Kamchatka is recognised as one of the world’s most important eco-regions due to its globally significant biodiversity: Arctic and alpine tundra; freshwater lakes; boreal coniferous forests, and a UNESCO listed volcanic landscape. It’s home to thousands of brown bears and some of the world’s greatest diversity of salmon. Sadly though, this abundance of nature is what attracts its main threat – poachers and trophy hunters.

The issue of poaching in Kamchatka is not black and white. The region’s economic state is massively depressed and poaching, certainly for salmon, is a direct consequence of that – in the absence of other jobs for local people, the poachers’ actions are understandable, if not agreeable.

Less agreeable is the plight of the brown bear. Kamchatka has the largest population in Eurasia, but bears are hunted legally for sport and poached illegally for profit here, with about 1,000 shot each year. Foreign hunters with more cash than conscience pose the biggest threat. They shoot hundreds of bears annually and perfectly legally, paying upwards of £5,000 per dead bear. Their trophy? Generally, just a photograph with the dead bear. Some keep the bear’s paws or – and we’re not sure which is worse here – grill the paws along with the tongue and eat them washed down with ‘celebratory’ shots of vodka. Professional hunters kill around 700 bears a year, but no one knows how many animals are poached. However, with bear gall bladders selling for a high price in China, there is incentive there.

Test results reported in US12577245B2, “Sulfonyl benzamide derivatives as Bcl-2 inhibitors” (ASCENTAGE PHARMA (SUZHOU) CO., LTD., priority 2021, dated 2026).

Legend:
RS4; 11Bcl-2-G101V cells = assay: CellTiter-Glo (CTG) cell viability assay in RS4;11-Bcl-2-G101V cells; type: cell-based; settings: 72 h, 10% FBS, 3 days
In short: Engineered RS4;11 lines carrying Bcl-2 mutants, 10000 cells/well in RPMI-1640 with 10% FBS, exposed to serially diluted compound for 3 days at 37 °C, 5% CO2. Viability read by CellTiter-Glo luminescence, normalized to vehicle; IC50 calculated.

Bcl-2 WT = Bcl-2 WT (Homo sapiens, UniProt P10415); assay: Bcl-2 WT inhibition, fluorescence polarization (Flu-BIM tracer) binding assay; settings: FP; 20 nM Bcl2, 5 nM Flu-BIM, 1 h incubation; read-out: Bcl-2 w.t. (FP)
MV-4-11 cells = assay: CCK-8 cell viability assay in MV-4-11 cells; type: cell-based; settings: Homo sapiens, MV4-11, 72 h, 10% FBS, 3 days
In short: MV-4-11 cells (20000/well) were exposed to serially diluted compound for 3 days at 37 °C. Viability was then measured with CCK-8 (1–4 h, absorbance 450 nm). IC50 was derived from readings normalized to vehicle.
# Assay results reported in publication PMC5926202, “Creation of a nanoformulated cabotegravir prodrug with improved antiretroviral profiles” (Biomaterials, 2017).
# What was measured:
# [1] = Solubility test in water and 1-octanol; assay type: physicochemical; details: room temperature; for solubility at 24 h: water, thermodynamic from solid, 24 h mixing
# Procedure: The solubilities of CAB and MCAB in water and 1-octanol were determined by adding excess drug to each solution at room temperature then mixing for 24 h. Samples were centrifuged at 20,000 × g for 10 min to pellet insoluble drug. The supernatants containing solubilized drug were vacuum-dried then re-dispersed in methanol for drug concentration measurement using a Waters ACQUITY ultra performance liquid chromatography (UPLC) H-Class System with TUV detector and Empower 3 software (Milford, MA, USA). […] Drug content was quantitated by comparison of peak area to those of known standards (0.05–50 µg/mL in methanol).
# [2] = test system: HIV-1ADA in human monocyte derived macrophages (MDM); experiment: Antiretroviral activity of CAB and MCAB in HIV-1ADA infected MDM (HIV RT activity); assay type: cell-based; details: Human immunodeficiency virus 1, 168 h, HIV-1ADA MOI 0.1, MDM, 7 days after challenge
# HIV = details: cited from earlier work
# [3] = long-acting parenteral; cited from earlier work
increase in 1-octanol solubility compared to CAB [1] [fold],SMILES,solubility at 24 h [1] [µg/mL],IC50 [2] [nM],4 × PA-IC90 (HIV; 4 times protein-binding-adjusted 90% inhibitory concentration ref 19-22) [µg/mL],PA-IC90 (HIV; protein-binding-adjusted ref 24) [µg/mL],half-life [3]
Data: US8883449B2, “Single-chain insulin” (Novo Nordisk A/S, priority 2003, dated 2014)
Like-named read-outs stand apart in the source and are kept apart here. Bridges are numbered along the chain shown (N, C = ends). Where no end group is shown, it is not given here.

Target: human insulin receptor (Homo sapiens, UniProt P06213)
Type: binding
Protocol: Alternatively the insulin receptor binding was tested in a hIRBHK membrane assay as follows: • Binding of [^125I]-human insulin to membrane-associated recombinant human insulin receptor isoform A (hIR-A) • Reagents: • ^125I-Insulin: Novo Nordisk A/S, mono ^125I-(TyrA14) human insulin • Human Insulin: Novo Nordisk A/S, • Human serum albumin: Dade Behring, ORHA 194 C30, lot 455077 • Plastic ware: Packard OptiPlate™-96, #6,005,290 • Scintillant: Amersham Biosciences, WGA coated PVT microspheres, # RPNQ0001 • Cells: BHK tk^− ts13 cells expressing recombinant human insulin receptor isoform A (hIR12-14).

The post-communist economic transition hit Kamchatka hard and led to the closure of most state farms and fish plants, so now there are entire villages without a single job – it is not surprising then that most Kamchatkans are not losing sleep over poached fish or dead bears. For future sustainability, however, what has to be avoided is an entire generation being raised with a resigned indifference to the region’s breathtaking natural resources. A poaching committee has been established among Kamchatka’s local administration, which has so far seen a small reduction in poaching incidents and a rise in reported violations.



There are also groups such as the Kamchatka Wild Salmon Project, who have been working alongside the WWF to conserve Kamchatka salmon through Marine Stewardship Council Certification, and the American-led Wild Salmon Center, both of which are doing some very positive work to promote the improved management of salmon and trout stocks while also trying to protect key river systems.

Hopefully, the world’s growing interest in Kamchatka’s priceless wilderness, together with the rising surge of responsible tourism can help to show Kamchatkan authorities that their regions’ bears earn revenue as living creatures, not dead trophies.

What you can do